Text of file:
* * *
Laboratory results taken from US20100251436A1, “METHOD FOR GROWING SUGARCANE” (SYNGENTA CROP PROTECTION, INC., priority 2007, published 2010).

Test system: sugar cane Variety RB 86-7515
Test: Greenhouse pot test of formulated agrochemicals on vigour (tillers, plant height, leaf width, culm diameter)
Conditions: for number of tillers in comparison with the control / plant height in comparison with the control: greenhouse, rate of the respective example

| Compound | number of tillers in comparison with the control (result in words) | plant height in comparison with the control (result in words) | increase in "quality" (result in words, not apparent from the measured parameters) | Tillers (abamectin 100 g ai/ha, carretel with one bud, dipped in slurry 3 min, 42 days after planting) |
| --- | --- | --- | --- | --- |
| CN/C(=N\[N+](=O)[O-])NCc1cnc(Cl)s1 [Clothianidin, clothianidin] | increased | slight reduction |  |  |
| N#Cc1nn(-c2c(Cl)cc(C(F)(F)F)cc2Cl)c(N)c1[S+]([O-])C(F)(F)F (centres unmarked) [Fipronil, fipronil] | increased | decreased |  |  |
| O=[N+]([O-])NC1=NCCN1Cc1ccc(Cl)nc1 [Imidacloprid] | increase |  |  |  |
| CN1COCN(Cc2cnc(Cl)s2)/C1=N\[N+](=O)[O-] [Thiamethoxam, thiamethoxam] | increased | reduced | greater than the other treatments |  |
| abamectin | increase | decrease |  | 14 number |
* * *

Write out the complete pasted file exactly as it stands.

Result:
Laboratory results taken from US20100251436A1, “METHOD FOR GROWING SUGARCANE” (SYNGENTA CROP PROTECTION, INC., priority 2007, published 2010).

Test system: sugar cane Variety RB 86-7515
Test: Greenhouse pot test of formulated agrochemicals on vigour (tillers, plant height, leaf width, culm diameter)
Conditions: for number of tillers in comparison with the control / plant height in comparison with the control: greenhouse, rate of the respective example

| Compound | number of tillers in comparison with the control (result in words) | plant height in comparison with the control (result in words) | increase in "quality" (result in words, not apparent from the measured parameters) | Tillers (abamectin 100 g ai/ha, carretel with one bud, dipped in slurry 3 min, 42 days after planting) |
| --- | --- | --- | --- | --- |
| CN/C(=N\[N+](=O)[O-])NCc1cnc(Cl)s1 [Clothianidin, clothianidin] | increased | slight reduction |  |  |
| N#Cc1nn(-c2c(Cl)cc(C(F)(F)F)cc2Cl)c(N)c1[S+]([O-])C(F)(F)F (centres unmarked) [Fipronil, fipronil] | increased | decreased |  |  |
| O=[N+]([O-])NC1=NCCN1Cc1ccc(Cl)nc1 [Imidacloprid] | increase |  |  |  |
| CN1COCN(Cc2cnc(Cl)s2)/C1=N\[N+](=O)[O-] [Thiamethoxam, thiamethoxam] | increased | reduced | greater than the other treatments |  |
| abamectin | increase | decrease |  | 14 number |